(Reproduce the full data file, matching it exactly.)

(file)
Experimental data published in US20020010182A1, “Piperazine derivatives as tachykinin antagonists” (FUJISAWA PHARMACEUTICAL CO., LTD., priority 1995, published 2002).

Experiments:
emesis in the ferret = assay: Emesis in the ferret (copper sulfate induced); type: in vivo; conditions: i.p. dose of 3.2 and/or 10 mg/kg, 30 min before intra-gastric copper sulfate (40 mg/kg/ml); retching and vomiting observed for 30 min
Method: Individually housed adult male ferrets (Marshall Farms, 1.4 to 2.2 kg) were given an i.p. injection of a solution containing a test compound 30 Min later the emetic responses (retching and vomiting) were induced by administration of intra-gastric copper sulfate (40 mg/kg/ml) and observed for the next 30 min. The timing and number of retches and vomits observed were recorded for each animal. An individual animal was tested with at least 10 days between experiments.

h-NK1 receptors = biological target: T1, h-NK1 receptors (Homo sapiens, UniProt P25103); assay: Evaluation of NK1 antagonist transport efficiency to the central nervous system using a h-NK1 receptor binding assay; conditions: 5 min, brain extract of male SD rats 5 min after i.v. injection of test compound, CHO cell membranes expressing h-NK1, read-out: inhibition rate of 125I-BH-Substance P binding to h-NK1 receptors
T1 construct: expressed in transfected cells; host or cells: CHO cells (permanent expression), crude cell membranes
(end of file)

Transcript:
Experimental data published in US20020010182A1, “Piperazine derivatives as tachykinin antagonists” (FUJISAWA PHARMACEUTICAL CO., LTD., priority 1995, published 2002).

Experiments:
emesis in the ferret = assay: Emesis in the ferret (copper sulfate induced); type: in vivo; conditions: i.p. dose of 3.2 and/or 10 mg/kg, 30 min before intra-gastric copper sulfate (40 mg/kg/ml); retching and vomiting observed for 30 min
Method: Individually housed adult male ferrets (Marshall Farms, 1.4 to 2.2 kg) were given an i.p. injection of a solution containing a test compound 30 Min later the emetic responses (retching and vomiting) were induced by administration of intra-gastric copper sulfate (40 mg/kg/ml) and observed for the next 30 min. The timing and number of retches and vomits observed were recorded for each animal. An individual animal was tested with at least 10 days between experiments.

h-NK1 receptors = biological target: T1, h-NK1 receptors (Homo sapiens, UniProt P25103); assay: Evaluation of NK1 antagonist transport efficiency to the central nervous system using a h-NK1 receptor binding assay; conditions: 5 min, brain extract of male SD rats 5 min after i.v. injection of test compound, CHO cell membranes expressing h-NK1, read-out: inhibition rate of 125I-BH-Substance P binding to h-NK1 receptors
T1 construct: expressed in transfected cells; host or cells: CHO cells (permanent expression), crude cell membranes